EXPECT HIGHER LAKE ONTARIO OUTFLOWS
May 18, 2017
This week the International Lake Ontario – St. Lawrence River Board assessed current and expected conditions to determine the best outflow release strategy which would continue to address high water level and associated impacts throughout the system. The water level of Lake Ontario is the highest it has been since reliable records began in 1918, breaking the previous record set in June 1952. Lake Ontario is still above the upper regulatory threshold level for this time of year, which allows the Board to continue to maximize the outflows from Lake Ontario to provide all possible relief to riparians living along the shorelines of the entire Lake Ontario – St. Lawrence River system, balancing water levels upstream and downstream to minimize flood and erosion impacts to the extent possible. The Ottawa River flow has been declining rapidly since reaching its record-breaking peak on 8 May. With less flow from the Ottawa River entering Lake St. Louis (near Montreal), higher Lake Ontario outflows in the St. Lawrence River may maintain the high level in Lake St. Louis, which is above its flood level.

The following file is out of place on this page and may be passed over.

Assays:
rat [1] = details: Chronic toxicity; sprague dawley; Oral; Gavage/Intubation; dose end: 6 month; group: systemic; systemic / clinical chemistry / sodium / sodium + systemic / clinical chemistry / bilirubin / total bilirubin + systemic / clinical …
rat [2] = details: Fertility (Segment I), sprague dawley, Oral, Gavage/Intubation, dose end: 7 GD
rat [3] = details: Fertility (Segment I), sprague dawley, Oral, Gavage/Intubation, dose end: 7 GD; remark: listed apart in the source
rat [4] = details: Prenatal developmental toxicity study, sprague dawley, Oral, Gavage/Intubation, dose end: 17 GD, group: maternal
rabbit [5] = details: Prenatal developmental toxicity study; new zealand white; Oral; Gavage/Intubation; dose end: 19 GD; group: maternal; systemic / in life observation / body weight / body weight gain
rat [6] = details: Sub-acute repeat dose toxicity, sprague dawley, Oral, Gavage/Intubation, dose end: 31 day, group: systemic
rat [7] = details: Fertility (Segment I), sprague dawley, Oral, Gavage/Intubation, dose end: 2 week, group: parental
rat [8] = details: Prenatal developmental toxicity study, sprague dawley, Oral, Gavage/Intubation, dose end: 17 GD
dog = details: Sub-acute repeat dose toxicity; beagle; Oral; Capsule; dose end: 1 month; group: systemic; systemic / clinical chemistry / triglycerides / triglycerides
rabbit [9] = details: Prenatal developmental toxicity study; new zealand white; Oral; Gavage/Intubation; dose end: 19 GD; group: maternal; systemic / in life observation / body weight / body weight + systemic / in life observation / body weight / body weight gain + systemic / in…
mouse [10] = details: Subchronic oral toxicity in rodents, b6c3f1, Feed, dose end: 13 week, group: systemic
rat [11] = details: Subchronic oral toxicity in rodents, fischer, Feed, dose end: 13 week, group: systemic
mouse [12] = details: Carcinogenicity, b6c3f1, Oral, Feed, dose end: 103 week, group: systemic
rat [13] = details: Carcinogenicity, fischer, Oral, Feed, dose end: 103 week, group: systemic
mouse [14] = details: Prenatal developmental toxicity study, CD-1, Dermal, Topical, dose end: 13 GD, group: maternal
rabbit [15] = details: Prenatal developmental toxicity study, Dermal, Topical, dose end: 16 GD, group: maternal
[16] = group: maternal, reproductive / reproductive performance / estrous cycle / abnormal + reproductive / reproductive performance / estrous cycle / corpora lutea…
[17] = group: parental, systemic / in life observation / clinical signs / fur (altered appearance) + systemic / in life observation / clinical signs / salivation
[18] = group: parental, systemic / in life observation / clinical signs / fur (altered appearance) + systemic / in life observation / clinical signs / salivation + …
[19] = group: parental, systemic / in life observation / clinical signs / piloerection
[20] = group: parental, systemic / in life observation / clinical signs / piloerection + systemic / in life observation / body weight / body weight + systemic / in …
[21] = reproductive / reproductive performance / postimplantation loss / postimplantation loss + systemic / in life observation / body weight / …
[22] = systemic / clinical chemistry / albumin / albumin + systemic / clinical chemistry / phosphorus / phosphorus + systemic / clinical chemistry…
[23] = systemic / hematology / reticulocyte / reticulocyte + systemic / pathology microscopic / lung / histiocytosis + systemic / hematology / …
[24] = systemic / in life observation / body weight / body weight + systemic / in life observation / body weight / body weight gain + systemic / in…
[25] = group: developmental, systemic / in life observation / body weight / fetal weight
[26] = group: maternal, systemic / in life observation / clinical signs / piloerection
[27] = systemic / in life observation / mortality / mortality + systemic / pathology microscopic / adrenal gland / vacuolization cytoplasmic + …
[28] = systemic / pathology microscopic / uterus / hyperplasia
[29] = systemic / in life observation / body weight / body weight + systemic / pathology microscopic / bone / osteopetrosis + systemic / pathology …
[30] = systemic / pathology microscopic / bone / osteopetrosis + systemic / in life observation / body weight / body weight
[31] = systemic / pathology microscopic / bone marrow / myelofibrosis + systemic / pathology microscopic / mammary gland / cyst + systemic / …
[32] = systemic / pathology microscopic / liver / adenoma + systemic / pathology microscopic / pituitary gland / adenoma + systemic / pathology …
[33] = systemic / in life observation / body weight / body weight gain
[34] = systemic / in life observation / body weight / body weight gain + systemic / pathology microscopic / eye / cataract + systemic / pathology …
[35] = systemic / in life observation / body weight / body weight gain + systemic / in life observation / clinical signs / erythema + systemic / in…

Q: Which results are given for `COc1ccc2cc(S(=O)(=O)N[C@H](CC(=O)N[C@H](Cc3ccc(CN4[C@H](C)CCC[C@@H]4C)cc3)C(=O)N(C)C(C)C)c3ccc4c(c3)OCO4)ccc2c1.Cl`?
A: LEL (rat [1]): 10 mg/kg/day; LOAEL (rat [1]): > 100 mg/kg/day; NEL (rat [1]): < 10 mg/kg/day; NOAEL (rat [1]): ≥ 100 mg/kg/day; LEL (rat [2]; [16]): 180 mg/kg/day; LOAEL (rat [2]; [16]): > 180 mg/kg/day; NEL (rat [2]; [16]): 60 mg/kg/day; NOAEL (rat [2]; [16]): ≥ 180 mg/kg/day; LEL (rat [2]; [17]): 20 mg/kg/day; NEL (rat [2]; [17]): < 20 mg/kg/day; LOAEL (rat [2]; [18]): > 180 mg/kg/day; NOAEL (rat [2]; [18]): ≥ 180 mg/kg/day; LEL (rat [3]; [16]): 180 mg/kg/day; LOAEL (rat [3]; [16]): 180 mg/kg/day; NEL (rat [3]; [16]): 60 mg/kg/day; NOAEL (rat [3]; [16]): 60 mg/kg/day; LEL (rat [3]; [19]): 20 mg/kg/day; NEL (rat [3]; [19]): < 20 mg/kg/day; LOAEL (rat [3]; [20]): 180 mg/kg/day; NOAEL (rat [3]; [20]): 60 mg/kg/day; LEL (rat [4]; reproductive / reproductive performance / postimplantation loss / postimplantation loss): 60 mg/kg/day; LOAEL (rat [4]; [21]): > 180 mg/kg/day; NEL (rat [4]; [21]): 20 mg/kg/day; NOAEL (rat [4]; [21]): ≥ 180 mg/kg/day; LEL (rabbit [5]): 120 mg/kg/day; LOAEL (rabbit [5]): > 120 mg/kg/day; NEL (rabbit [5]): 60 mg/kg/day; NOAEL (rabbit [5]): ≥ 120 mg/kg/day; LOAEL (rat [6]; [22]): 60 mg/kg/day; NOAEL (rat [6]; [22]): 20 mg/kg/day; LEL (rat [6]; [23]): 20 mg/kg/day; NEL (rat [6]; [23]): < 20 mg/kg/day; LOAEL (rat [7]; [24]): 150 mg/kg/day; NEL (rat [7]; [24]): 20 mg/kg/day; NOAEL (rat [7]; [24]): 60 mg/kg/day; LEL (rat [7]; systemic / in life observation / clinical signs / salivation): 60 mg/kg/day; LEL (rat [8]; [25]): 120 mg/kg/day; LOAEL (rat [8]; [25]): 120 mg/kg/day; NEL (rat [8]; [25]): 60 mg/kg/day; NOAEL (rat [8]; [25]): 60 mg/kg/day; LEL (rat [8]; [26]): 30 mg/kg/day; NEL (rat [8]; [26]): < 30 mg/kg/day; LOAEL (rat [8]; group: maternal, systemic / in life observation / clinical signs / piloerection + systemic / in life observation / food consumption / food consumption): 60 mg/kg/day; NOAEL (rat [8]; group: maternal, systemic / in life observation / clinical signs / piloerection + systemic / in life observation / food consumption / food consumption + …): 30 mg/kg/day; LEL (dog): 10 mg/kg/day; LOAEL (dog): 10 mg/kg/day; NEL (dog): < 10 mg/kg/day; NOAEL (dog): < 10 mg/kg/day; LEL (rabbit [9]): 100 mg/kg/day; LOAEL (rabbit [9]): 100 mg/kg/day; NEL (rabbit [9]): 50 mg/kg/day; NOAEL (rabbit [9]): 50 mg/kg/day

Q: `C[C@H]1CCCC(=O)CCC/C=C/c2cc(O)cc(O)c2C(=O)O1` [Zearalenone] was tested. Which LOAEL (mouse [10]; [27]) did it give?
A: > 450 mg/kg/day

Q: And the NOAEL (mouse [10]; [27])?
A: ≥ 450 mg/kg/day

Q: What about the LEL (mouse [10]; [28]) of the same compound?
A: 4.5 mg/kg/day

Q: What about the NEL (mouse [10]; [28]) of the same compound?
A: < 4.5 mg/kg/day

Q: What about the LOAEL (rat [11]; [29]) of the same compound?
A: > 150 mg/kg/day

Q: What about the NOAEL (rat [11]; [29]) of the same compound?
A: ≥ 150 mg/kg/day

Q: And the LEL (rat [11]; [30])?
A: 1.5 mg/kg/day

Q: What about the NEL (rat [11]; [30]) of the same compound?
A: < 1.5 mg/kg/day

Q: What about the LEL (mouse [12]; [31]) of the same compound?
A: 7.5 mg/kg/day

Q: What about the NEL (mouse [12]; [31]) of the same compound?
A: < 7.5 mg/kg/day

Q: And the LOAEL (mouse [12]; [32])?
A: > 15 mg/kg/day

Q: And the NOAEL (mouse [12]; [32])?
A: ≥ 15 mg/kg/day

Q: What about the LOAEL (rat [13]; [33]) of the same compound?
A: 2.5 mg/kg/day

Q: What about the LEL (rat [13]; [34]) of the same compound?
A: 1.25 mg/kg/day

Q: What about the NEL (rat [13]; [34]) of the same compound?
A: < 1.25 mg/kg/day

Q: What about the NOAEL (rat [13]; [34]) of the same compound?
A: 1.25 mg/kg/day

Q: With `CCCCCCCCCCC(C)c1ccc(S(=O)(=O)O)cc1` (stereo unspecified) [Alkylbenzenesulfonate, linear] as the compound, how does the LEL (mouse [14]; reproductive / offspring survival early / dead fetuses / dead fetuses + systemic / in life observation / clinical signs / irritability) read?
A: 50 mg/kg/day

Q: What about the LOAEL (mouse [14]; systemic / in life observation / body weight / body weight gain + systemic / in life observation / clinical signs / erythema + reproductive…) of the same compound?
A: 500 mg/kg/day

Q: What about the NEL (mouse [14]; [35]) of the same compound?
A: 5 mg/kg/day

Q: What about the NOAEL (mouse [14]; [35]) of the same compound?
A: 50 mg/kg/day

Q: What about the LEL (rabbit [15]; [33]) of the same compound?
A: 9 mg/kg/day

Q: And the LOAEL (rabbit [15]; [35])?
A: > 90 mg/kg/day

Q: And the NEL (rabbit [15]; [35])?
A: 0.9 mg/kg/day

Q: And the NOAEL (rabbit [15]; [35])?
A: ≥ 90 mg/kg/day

Further increases to outflows should be possible in the coming days and weeks. As outflows rise, navigation conditions worsen in the St. Lawrence River from the Thousand Islands to Massena, NY /Cornwall, ON. The Board has notified the St. Lawrence Seaway that these exceptional conditions will likely impact shipping. The Seaway is examining various strategies to ensure the safety of ships transiting this section of the St. Lawrence River.
Following one of the wettest months of April on record, the first week of May 2017 was the wettest recorded since 1900 in terms of total inflows to Lake Ontario from Lake Erie and from widespread, heavy rainfall on the lake and across the Ontario drainage basin. If the drier conditions of the past week continue, outflow is expected to surpass inflow, at which time Lake Ontario’s water level will peak and begin to gradually decline. However, owing to the huge surface area and large volume of water on Lake Ontario, it will take several weeks to significantly reduce levels, and longer to return to more average water level conditions. The Board advises continued caution and preparedness for sustained high water levels in the weeks to come.
On 17 May 2017, Lake Ontario was 75.86 m (248.9 ft), 84 cm (33.1 inches) above its long-term average level for this time of year. The level at Lake St. Lawrence was about 2 cm (0.8 inches) below average, while the level at Lake St. Louis is about 22.51 m (73.8 ft), 97 cm (38.2 inches) above average. At Montreal Harbour, the level is 141 cm (55.5 inches) above average.
The Board continues to monitor the system and will confer again on 22 May 2017. Outflow changes, photos, and graphs are posted to the Board’s Facebook page, and more detailed information is available on its website.